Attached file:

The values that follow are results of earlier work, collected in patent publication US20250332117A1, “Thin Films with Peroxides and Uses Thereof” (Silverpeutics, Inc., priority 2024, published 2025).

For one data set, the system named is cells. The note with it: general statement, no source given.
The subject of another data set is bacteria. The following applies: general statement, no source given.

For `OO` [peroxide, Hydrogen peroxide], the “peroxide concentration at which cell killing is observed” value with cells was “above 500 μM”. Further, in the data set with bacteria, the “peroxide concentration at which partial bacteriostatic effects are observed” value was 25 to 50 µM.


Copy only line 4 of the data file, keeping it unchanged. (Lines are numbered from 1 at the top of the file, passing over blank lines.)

For `OO` [peroxide, Hydrogen peroxide], the “peroxide concentration at which cell killing is observed” value with cells was “above 500 μM”. Further, in the data set with bacteria, the “peroxide concentration at which partial bacteriostatic effects are observed” value was 25 to 50 µM.